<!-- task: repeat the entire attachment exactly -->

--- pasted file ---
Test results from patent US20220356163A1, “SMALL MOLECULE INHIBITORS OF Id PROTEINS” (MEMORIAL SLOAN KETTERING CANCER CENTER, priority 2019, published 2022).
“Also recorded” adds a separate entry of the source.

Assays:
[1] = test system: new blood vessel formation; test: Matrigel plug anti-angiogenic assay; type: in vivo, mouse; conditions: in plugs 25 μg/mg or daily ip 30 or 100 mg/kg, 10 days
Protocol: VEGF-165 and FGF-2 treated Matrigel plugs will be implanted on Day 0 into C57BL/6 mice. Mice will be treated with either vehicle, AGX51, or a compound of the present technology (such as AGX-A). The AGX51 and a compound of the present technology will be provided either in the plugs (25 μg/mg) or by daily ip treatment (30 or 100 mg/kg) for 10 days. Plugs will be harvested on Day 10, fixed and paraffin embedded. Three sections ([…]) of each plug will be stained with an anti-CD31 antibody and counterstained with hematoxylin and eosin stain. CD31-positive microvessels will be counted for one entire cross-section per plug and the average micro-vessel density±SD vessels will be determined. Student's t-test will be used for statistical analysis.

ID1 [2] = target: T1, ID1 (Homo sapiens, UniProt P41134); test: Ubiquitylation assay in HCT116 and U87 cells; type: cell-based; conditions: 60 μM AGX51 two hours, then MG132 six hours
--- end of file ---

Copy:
Test results from patent US20220356163A1, “SMALL MOLECULE INHIBITORS OF Id PROTEINS” (MEMORIAL SLOAN KETTERING CANCER CENTER, priority 2019, published 2022).
“Also recorded” adds a separate entry of the source.

Assays:
[1] = test system: new blood vessel formation; test: Matrigel plug anti-angiogenic assay; type: in vivo, mouse; conditions: in plugs 25 μg/mg or daily ip 30 or 100 mg/kg, 10 days
Protocol: VEGF-165 and FGF-2 treated Matrigel plugs will be implanted on Day 0 into C57BL/6 mice. Mice will be treated with either vehicle, AGX51, or a compound of the present technology (such as AGX-A). The AGX51 and a compound of the present technology will be provided either in the plugs (25 μg/mg) or by daily ip treatment (30 or 100 mg/kg) for 10 days. Plugs will be harvested on Day 10, fixed and paraffin embedded. Three sections ([…]) of each plug will be stained with an anti-CD31 antibody and counterstained with hematoxylin and eosin stain. CD31-positive microvessels will be counted for one entire cross-section per plug and the average micro-vessel density±SD vessels will be determined. Student's t-test will be used for statistical analysis.

ID1 [2] = target: T1, ID1 (Homo sapiens, UniProt P41134); test: Ubiquitylation assay in HCT116 and U87 cells; type: cell-based; conditions: 60 μM AGX51 two hours, then MG132 six hours